It is formed by knitting every three needles in the illustrated ladder-back region, but depending on the gauge of the knitting machine and the decitex of the yarn, it may be knitted with every four needles or every five needles. it can. In the preferred embodiment of the invention, the yarns 85 are knitted with the selected needles inactivated to form the slip knit or loosely knit region, although it is possible to simply deactivate each needle. ,in this case,
A tight ladderback area is formed.

[Brief description of drawings]

FIG. 1 is a perspective view of a seat cushion.

FIG. 2 is a perspective view of a portion of a double jersey seat knit cover with a tubular section having a single jersey structure in the cross-row direction.

FIG. 3 is a perspective view showing a part of a seat knit cover of a double jersey structure having a ladder back area extending in the wale direction.

4 is a cross-sectional view of the cushion of FIG. 1 using Velcro type hook members to attach the cover to the seat body through the attachment area on the back side of the cover.

FIG. 5 is a diagram showing a knitting pattern for forming a ladder back jacquard attachment region extending in the wale direction.

FIG. 6 is a perspective view showing a portion of a cover having attachment areas extending in the stitch row direction, and FIG. 6a is a diagram showing a weaving pattern according to a first method for forming the cover. .

FIG. 7 is a perspective view showing a portion of a cover having attachment areas extending in the stitch row direction, and FIG. 7a is a diagram showing a weaving pattern according to a second method for forming the cover. 7b is a diagram showing a knitting pattern according to the modified example.

FIG. 8 is a perspective view showing a part of a cover having attachment areas extending in the stitch row direction, and FIG. 8a is a view showing a weaving pattern according to a third method for forming the cover. .

[Explanation of symbols]

 1 Seat Cushion 2 Main Body 5 Cloth Cover 11 Tubular Part 23 Ladder Back Jacquard Area 30 Hook Member 54 Stitch 61, 81 Tubular Part 63, 64, 65 Yarn 71, 72, 75 Yarn 85, 86 Loop

 ─────────────────────────────────────────────────── ─── Continued Front Page (72) Inventor Gils Timothy Gregory Nottinghamshire England 200 Earlsey, Mansfield, Old Church Worsop, St. Peter's Avenue 40 (72) Inventor Malcolm・ Frederick Proctor Nottingham UK 60 Earlsey, Basford, Radbrook Crescent 18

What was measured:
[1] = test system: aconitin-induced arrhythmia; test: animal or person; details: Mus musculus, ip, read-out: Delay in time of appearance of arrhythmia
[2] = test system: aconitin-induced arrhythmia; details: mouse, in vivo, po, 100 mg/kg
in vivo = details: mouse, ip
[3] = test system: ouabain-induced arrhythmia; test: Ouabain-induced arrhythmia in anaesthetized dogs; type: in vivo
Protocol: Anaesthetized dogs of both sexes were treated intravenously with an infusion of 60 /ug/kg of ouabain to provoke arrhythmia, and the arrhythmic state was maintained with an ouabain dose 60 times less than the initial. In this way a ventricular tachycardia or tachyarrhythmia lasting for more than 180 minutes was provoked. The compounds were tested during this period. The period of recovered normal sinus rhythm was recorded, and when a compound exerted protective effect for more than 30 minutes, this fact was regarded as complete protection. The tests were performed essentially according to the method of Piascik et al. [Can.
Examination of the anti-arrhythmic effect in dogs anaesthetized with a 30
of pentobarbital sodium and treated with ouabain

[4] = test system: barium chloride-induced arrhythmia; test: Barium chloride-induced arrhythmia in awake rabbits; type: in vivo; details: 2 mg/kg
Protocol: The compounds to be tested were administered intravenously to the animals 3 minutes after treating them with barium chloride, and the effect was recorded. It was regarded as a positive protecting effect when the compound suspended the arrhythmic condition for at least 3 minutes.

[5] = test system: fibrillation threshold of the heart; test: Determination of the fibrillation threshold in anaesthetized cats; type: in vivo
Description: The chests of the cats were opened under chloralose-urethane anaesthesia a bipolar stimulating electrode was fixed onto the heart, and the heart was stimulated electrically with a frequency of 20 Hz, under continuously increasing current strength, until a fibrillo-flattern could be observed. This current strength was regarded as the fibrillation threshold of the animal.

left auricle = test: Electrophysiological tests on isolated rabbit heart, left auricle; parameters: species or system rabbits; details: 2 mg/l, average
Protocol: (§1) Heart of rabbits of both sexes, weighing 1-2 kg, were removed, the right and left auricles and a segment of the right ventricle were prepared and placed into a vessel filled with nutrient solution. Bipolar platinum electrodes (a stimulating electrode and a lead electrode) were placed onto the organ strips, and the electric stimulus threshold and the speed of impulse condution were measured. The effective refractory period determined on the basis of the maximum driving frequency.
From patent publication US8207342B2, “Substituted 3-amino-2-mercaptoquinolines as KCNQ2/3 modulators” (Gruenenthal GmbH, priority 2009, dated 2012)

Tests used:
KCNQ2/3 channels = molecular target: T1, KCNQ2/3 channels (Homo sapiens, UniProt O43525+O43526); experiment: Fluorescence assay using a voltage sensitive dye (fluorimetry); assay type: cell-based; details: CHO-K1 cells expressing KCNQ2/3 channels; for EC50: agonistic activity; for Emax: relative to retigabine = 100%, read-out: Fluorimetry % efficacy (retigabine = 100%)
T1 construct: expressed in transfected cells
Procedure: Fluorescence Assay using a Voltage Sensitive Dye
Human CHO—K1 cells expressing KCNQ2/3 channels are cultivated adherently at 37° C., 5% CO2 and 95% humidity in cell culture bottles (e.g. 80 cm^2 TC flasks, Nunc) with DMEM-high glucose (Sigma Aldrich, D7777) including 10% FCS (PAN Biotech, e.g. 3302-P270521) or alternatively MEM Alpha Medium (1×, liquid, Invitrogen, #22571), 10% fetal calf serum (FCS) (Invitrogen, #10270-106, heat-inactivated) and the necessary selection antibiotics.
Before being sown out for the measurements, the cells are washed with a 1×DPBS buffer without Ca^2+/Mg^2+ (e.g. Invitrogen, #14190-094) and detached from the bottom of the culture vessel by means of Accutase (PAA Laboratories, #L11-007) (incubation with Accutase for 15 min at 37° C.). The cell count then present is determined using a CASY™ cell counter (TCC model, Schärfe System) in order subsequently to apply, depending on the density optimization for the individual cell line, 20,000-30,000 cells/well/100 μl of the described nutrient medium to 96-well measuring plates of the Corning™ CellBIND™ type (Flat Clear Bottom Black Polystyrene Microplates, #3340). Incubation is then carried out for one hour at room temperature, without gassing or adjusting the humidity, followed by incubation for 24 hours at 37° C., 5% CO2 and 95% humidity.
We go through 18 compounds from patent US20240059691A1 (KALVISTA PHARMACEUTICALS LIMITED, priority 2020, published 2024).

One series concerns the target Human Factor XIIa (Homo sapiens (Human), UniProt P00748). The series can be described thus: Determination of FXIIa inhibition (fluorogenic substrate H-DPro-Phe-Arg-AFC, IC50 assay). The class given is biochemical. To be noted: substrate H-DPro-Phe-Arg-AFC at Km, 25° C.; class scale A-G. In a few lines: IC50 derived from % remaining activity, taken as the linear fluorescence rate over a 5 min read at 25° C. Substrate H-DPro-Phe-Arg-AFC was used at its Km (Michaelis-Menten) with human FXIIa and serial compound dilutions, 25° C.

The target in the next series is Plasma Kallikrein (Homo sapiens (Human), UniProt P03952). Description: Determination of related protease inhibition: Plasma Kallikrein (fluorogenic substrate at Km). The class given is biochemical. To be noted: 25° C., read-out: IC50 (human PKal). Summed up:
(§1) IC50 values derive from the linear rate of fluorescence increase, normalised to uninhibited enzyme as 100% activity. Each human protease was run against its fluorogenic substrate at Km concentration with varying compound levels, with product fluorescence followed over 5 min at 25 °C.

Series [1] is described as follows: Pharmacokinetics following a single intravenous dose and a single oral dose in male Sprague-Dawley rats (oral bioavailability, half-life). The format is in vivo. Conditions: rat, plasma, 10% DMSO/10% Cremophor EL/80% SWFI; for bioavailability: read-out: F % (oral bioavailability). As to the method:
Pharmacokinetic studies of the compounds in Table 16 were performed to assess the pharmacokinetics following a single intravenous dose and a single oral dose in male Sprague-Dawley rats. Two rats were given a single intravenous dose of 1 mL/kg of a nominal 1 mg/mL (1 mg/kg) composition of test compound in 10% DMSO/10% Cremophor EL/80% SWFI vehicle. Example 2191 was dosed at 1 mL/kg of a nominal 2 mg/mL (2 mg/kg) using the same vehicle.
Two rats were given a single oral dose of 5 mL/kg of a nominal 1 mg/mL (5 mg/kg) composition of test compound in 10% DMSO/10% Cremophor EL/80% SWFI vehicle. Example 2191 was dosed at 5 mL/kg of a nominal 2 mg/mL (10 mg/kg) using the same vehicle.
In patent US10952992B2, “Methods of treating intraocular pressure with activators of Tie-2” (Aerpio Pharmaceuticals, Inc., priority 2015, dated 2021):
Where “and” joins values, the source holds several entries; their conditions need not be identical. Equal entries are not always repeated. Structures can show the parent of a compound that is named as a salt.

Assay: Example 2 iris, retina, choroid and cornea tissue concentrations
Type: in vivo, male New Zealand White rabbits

Claims (16)

[Claims]
1. A structure (1) covered with a cloth cover, comprising a body (2) having an outer surface covered by a knitted cloth cover (5), the outer surface of said body covering said cloth cover. Hook member for hook / loop fastener to be attached (3
0) at least one strip, wherein the hook of the hook member engages a braided loop (54, 86) integrally formed with the fabric cover.
2. The cloth cover has a double jersey structure, is provided with a front layer (F) and a back layer (R), and has a single jersey structure portion (1) extending in the stitch transverse direction.
1) is integrally formed with the rear layer (R) and the hook engages at least a part of the knitting stitch of the tubular portion (61, 81) of the single jersey structure. Item 1 structure.
3. A portion (1) of the single jersey structure
3. The method of claim 2 wherein 1) is comprised of a tubular section that is longitudinally divided to expose the backside of the single jersey structural material for engaging the hook member (30). Structure.
4. The portion (1) of the single jersey structure
1) at least one yarn of high bulk texture (65)
3. The structure of claim 2, wherein the structure comprises a tubular portion woven from.
5. The tubular portion (61) comprises a plurality of yarns (6).
The structure of claim 4, wherein the plurality of stitch rows of the tubular portion are formed solely from high bulk texture yarns.
6. The tubular part (81) of the single jersey structure is constituted by a tubular part extending in a knitting row direction, and the tubular part is constituted by a plurality of knitting rows (4-7) of the single jersey structure, The structure of claim 2 wherein in a single jersey construction, at least some of the knitted loops (85) have a coarser texture than the double jersey construction of the knitted loops (86).
7. The structure of claim 6 wherein said coarse loop is comprised of slip stitches (86) formed during the knitting process.
8. The structure of claim 6 wherein said double jersey knitted loop (86) is comprised of misknit half gauge or quarter gauge knitted stitches.